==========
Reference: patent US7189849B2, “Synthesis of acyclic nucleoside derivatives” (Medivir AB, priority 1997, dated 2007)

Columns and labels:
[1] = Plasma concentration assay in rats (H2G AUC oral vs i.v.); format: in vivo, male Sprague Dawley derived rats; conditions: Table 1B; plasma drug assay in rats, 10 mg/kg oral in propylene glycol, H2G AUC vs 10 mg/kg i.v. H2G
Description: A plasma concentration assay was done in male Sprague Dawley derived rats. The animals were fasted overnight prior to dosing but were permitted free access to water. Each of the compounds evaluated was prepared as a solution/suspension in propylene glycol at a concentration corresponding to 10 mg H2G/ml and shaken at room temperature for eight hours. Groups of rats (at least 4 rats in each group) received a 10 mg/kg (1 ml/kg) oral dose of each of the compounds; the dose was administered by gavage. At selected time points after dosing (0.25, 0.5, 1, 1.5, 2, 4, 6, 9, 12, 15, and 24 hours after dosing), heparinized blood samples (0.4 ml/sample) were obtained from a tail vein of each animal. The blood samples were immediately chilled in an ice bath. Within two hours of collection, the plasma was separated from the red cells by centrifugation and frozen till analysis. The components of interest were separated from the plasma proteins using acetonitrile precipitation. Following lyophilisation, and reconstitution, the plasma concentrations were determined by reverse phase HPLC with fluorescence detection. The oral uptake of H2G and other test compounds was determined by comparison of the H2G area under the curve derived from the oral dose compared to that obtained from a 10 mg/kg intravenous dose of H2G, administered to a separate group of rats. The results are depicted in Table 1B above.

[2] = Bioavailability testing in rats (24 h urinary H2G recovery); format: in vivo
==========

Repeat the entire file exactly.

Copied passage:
Reference: patent US7189849B2, “Synthesis of acyclic nucleoside derivatives” (Medivir AB, priority 1997, dated 2007)

Columns and labels:
[1] = Plasma concentration assay in rats (H2G AUC oral vs i.v.); format: in vivo, male Sprague Dawley derived rats; conditions: Table 1B; plasma drug assay in rats, 10 mg/kg oral in propylene glycol, H2G AUC vs 10 mg/kg i.v. H2G
Description: A plasma concentration assay was done in male Sprague Dawley derived rats. The animals were fasted overnight prior to dosing but were permitted free access to water. Each of the compounds evaluated was prepared as a solution/suspension in propylene glycol at a concentration corresponding to 10 mg H2G/ml and shaken at room temperature for eight hours. Groups of rats (at least 4 rats in each group) received a 10 mg/kg (1 ml/kg) oral dose of each of the compounds; the dose was administered by gavage. At selected time points after dosing (0.25, 0.5, 1, 1.5, 2, 4, 6, 9, 12, 15, and 24 hours after dosing), heparinized blood samples (0.4 ml/sample) were obtained from a tail vein of each animal. The blood samples were immediately chilled in an ice bath. Within two hours of collection, the plasma was separated from the red cells by centrifugation and frozen till analysis. The components of interest were separated from the plasma proteins using acetonitrile precipitation. Following lyophilisation, and reconstitution, the plasma concentrations were determined by reverse phase HPLC with fluorescence detection. The oral uptake of H2G and other test compounds was determined by comparison of the H2G area under the curve derived from the oral dose compared to that obtained from a 10 mg/kg intravenous dose of H2G, administered to a separate group of rats. The results are depicted in Table 1B above.

[2] = Bioavailability testing in rats (24 h urinary H2G recovery); format: in vivo